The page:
Community Music Spark (CMS) is Sage Gateshead’s community music training programme for young people and adults with additional needs. The project supports the music delivery skills of participants, and endeavours to tackle issues of inequality through providing access to work experience and pathways to employment with an emphasis on ability and inclusivity. This is a short blog on CMS visibility and the 'social norm'. Here are some thoughts that Programme Leader Matt Sokel has shared with Steve Jinski as we restructure the CMS programme for the next stage of its development.
The CMS group have become well known to members of Sage Gateshead staff from many different departments, and have also attracted outside interest from partners wishing to collaborate and engage with the project.
Matt tells me ...'The visibility of CMS Trainees and Volunteers in our own organisation is a priority for the project, as it not only supports the development of social engagement and independence, but it also challenges people’s perceptions around the “social norm”. Here we have a group of individuals with a range of needs, some more complex than others, that are carrying our notable work in community practice, training and performance, and are accessing opportunities that may have been too challenging for them in the past. The staff at Sage Gateshead are witnessing this happening and the knock-on effect of acceptance and camaraderie is evident for all to see. This fits in very well with Sage Gateshead’s commitment to inclusivity, and it has placed a group that could be loosely described as “exclusive” (the mutual learning environment, coupled with the diverse range of staff and participants challenges this perception) at the centre of this.'
Matt lists the following as avenues for visibilty and inclusivity:
- Work Experience Programme : Sage Gateshead’s work experience programme has worked with CMS to offer placements in other departments for CMS Volunteers. This has seen relationships develop between staff and participants and further strengthened the links between departments. By being 'on placement' you get to be part of the very fabric of the organisation. It has been great to have CMS participants in the office, a place that can sometimes be a bit daunting if you are not used to it.
Music Spark Show: Our annual event is given the full respect and service of any other high profile performance event at Sage Gateshead. Members of the CMS group are involved in all aspects of event running like artist liaison, soundchecks, hosting and other hospitality duties (as well as performance!). This sees them holding professional conversations, and 'banter' with tech staff, front of house and Customer Experience staff. It is also worth noting that because the Music Spark Show now has such a high profile, whereas in the past we would have to mail out to partner organisations to confirm their involvement, we now receive emails off potential performance groups asking for a slot!
Training development: CMS has developed some methods of practice, such as Mutual Learning, Inclusivity and Tell Show Do, that have been implemented in training modules delivered by CMS Volunteers further afield than just withing CMS. These resources are now being used as part of other bigger training packages that Sage Gateshead are developing through their Youth Music Fund C programme, with CMS members playing what we might call a 'consultancy role' due to their position of specific expertise.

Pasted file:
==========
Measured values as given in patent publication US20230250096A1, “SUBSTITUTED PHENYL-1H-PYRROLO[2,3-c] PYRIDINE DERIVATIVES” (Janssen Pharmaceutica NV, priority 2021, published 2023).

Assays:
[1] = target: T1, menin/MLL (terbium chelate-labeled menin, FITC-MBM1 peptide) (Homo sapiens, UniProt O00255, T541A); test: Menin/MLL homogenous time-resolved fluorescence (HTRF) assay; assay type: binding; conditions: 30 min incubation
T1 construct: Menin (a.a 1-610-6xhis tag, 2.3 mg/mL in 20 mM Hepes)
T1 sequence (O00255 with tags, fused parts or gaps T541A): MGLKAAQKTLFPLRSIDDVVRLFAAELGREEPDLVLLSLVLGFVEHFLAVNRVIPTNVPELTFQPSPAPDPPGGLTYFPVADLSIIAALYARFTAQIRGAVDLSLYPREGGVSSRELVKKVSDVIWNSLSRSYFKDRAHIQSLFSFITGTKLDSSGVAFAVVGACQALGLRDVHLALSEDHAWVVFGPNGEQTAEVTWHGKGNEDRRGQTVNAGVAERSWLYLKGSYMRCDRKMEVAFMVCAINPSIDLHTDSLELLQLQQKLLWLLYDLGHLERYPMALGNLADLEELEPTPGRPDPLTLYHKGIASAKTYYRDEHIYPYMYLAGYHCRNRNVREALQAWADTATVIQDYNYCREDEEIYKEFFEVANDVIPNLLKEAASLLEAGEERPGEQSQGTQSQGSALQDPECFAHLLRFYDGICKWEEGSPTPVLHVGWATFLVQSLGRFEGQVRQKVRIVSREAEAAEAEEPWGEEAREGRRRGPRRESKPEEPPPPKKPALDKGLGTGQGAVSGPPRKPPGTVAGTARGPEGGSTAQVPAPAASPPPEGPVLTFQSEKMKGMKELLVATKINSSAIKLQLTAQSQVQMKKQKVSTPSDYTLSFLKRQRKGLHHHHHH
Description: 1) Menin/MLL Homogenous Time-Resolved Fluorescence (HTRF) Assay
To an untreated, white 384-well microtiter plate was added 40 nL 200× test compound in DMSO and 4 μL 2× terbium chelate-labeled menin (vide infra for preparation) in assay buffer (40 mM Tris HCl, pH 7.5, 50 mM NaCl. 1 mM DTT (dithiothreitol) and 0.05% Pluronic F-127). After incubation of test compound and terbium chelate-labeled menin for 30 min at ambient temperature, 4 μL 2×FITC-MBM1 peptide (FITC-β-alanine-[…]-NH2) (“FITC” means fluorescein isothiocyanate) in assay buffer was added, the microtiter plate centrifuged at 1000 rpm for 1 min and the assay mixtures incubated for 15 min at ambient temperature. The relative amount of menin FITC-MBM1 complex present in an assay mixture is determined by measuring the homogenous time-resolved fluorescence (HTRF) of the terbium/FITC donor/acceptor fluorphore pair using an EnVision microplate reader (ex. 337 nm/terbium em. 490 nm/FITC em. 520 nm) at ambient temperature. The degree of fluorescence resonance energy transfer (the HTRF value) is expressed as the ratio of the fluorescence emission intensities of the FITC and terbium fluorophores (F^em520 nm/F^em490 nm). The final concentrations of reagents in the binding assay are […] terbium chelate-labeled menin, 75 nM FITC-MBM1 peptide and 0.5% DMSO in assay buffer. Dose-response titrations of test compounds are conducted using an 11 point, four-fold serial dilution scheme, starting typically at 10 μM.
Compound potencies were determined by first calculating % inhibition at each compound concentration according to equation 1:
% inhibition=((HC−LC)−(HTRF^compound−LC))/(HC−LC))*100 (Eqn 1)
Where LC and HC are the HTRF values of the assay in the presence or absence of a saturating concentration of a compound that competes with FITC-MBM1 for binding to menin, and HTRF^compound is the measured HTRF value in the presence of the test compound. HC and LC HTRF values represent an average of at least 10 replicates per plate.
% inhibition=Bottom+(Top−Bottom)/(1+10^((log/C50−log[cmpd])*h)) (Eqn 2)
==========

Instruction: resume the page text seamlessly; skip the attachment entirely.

An organic approach: Upon developing relationships with participants it is possible to offer a bespoke learning package that suits their needs and aspirations. A mutual learning environment, where everyone who enters the space – staff or participants – is fully aware that each person has something unique to share, and we all have something to learn, makes this approach possible, as each member of the team develops an awareness of individual skill bases and collective strengths. A sense of self worth breeds self confidence and enables the development of social interaction outside of the session not just at Sage Gateshead but in all aspects of the participants lives.
Measured challenge: Following on from the organic approach and the mutual learning environment, when certain boundaries, aspirations, likes and dislikes are established, CMS offers a safe space in which to challenge yourself. Changes in routine can very disruptive to people with an autism spectrum condition for example, but small deviations in routine can unleash progress in areas that may have previously been perceived as unreachable. Matt believes providing participants with access to challenges is a very important indicator of equality. It also means the project does not stand still or is not just repeating a formula that has worked before so therefore there is no need to challenge or change it. CMS encourages and supports questioning and reviewing of everything about its delivery. The feedback and participation in these reviewing processes by participants helps shape the programme. These processes also give participants confidence to express opinions and not just be passive participants at Sage Gateshead.
Meeting in the cafe: Every Friday morning the group meet in the cafe, which is situated on the main concourse of the building. It is a central point of Sage Gateshead, where just about every member of staff, and Sage Gateshead customers, pass through at least once a day. CMS have become very comfortable in this surrounding, and seem to have a sense of ownership and belonging. A number of the participants are on first name terms with catering staff, facilities staff and project leaders, managers and directors! For me personally (Steve) Friday mornings in the cafe with a cup of coffee and 'chewing the fat' with CMS is a highlight of the week.